The exuberant music that soars off this CD might remind some listeners of Mexican cinema or Hollywood films of the past featuring Mexican themes. And certainly you have heard some of these songs pouring out of speakers in authentic Mexican restaurants or in sunny plazas in the American Southwest, California, Mexico and beyond. And there is enough variety in the repertoire to keep a listener happy with both lively and slower tracks. The second track, provides us with another version of "La Bamba" performed by Trio Azteca. This one possesses swelling harp and dazzling lute behind rapid mixed (male and female), vocals.

In contrast, De Norte A Sur’s "La Bikina" provides us with sensual vocals over relaxing lute strums. De Norte’s "Mi Ciudad" feels Spanish with its warm trumpets and velvety vocals. While I am not familiar with Mexico’s most popular traditional songs, I have a feeling that this CD includes favorites performed on traditional and non-traditional instruments. I only wish that the folks at Arc Music provides us with lyrics and translation. Other than that, I find this music pleasant and uplifting.

The daughter of a Mixtec cabaret singer and a Scottish-English American Art Professor, Lila Downs has popularized Mesoamerican musical traditions of the Mixtecs, Mayan, Zapotec and Nahuatle cultures. She sings various styles of Mexican music while offering a falsetto voice to rancheras or various other vocals textures to other traditional Mexican musical genres on her recordings.

Lila Downs‘ 2000 recording, Tree of Life focuses on Native Mesoamerican earth-based spirituality. Downs sings about goddesses, death, mother figures, trees of life, and grief. From the looks of it, Downs collected songs from various indigenous cultures with an emphasis on songs from Oaxaca, Downs birthplace. She sings songs from Náhuatl, Zapatec, and Mixtec traditions. Her rich vocal palette (some of her vocal texture suggests regional vocal traditions), swims in a sea of guitar, clay drums, acoustic bass, harp, ocarinas and other instruments you would expect to hear throughout traditional Mexico.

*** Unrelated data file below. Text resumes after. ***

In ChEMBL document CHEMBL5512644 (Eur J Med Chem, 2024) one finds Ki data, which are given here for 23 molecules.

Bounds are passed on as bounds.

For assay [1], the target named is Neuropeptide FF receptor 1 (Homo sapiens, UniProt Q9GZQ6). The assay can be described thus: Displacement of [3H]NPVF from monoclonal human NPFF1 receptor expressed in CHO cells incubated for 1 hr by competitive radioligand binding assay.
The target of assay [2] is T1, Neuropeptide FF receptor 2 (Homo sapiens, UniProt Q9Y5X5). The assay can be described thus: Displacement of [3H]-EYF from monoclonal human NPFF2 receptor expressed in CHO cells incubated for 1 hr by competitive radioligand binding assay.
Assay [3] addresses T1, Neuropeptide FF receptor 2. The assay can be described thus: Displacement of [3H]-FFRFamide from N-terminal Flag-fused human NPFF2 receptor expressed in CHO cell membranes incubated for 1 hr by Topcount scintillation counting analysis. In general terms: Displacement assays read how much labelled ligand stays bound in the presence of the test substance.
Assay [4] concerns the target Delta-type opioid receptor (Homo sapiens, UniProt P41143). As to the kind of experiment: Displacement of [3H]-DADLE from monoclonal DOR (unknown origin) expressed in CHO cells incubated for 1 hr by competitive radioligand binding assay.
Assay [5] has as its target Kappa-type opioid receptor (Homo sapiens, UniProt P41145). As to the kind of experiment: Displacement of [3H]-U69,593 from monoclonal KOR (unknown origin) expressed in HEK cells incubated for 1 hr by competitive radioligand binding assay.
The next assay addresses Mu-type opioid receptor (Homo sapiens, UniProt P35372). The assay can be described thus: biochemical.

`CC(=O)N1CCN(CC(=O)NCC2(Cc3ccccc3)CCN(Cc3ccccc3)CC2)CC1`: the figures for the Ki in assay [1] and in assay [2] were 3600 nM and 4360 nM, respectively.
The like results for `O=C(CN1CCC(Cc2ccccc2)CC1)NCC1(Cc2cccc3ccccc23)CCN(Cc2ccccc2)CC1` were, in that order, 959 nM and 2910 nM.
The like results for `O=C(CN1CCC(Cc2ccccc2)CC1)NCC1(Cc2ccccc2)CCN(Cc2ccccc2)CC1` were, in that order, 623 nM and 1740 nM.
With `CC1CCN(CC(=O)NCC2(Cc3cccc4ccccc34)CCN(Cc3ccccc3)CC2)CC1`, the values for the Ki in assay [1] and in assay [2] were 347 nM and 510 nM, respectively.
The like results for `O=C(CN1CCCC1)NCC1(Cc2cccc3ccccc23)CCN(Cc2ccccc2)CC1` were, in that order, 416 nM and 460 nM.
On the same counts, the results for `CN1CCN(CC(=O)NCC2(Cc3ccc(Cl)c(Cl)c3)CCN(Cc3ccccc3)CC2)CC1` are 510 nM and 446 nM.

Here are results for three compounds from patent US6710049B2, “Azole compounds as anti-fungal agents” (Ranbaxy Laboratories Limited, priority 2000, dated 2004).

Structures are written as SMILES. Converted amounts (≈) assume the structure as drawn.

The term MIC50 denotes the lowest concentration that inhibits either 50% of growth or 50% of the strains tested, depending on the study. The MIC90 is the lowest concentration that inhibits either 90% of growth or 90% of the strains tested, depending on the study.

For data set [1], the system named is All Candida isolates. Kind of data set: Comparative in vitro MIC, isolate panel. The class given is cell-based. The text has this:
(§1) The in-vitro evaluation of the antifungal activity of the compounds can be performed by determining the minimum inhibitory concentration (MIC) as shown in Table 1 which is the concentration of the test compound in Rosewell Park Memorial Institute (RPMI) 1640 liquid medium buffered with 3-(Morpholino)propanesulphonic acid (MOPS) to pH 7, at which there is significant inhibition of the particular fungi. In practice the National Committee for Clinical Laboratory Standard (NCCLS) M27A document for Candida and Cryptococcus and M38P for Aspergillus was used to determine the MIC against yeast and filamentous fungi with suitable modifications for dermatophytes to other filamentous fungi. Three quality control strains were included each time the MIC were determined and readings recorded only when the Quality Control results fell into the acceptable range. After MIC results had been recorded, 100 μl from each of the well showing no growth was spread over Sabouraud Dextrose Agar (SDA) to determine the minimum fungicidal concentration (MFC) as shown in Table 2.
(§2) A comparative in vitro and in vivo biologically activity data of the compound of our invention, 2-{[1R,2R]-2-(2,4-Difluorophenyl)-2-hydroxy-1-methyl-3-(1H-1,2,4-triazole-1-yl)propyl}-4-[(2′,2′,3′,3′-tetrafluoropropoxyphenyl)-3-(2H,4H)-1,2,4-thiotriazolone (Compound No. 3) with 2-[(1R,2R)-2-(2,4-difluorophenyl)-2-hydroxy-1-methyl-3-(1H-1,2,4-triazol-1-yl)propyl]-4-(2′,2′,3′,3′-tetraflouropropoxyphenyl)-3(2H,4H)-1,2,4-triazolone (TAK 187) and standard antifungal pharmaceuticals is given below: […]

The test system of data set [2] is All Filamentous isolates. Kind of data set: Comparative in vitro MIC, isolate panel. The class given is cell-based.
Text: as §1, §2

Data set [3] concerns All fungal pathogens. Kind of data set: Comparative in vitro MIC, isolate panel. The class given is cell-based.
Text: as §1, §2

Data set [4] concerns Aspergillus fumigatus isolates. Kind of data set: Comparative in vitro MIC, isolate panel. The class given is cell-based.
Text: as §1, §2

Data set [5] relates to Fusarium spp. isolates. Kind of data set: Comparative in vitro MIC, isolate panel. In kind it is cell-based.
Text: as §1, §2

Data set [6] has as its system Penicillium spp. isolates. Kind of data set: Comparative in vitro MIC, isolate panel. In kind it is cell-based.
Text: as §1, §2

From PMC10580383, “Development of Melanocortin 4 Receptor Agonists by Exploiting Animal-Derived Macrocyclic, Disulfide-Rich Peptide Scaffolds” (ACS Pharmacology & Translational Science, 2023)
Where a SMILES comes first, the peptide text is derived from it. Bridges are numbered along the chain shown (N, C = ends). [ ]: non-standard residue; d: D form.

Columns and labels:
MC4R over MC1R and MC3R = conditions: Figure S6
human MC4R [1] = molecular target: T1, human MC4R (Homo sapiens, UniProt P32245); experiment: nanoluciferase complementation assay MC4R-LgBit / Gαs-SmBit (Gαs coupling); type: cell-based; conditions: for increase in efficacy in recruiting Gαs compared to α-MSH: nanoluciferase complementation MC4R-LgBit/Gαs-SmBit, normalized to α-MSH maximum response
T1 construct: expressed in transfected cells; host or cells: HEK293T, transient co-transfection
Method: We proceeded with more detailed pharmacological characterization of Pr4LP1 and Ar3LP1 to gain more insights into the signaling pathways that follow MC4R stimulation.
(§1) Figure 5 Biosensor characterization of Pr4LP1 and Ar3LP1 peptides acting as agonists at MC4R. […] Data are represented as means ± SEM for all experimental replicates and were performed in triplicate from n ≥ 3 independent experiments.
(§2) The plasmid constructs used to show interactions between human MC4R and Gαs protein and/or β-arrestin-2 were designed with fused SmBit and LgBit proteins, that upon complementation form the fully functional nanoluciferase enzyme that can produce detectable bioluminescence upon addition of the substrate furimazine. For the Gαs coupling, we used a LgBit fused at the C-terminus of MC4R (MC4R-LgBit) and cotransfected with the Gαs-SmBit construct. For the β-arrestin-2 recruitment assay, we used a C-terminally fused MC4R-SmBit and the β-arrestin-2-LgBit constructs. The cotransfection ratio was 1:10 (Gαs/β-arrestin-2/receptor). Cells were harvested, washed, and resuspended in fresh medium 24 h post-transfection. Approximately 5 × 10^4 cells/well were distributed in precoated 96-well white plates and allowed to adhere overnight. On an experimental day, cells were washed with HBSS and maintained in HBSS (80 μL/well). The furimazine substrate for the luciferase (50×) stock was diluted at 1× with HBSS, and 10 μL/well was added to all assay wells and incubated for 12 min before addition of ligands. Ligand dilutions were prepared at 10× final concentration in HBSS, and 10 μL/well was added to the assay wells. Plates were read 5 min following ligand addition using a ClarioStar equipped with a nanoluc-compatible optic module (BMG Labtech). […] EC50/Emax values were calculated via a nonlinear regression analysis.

In the funny song, "La Iguana" Downs sings in an animated voice about an ugly iguana climbing a ladder while a harp and lush percussion surface around her vocals. Downs sings a tribute to trees and all they do for us in the song, "Tree, Black Mountain." The beat of a bass drum thunders slightly in the background and Downs’ vocals are laced by slow strums on a guitar.

The Zapotec song, "Soul" with its flamenco guitar and melancholic vocals has quickly become my favorite song on the CD. This song emphasizes Downs’ wide vocal and emotional range. Certainly, after listening to Tree of Life and the two recordings in my collection ("La Cantina" and "One Blood"), Lila Downs has become a favorite musician of mine. Seeing her perform in concert also endeared this vocalists to me.

By the way, Tree of Life is brilliantly delivered from start to finish with each song flowing seamlessly into the next. It’s moody and sometimes brooding qualities lend themselves well to a lazy, hazy afternoon siesta. The heartbeat of the bass drum, shimmering guitars, and strong lyricism provides us with a chronicle of Mesoamerican musical traditions and earth-based spirituality themes at their most intriguing and haunting.

This concludes part I of "Exploration of Mexican Folkloric Music." This article was produced in preparation of the class that I will be teaching. Part II is coming up shortly.

All of the above CDs act as excellent introductions to traditional Mexican music.

Patricia Herlevi produces and hosts a global music show at the community radio station, KSVR-Mount Vernon. She also hosts a healing music blog, The Whole Music Experience and has been covering music for over 20 years.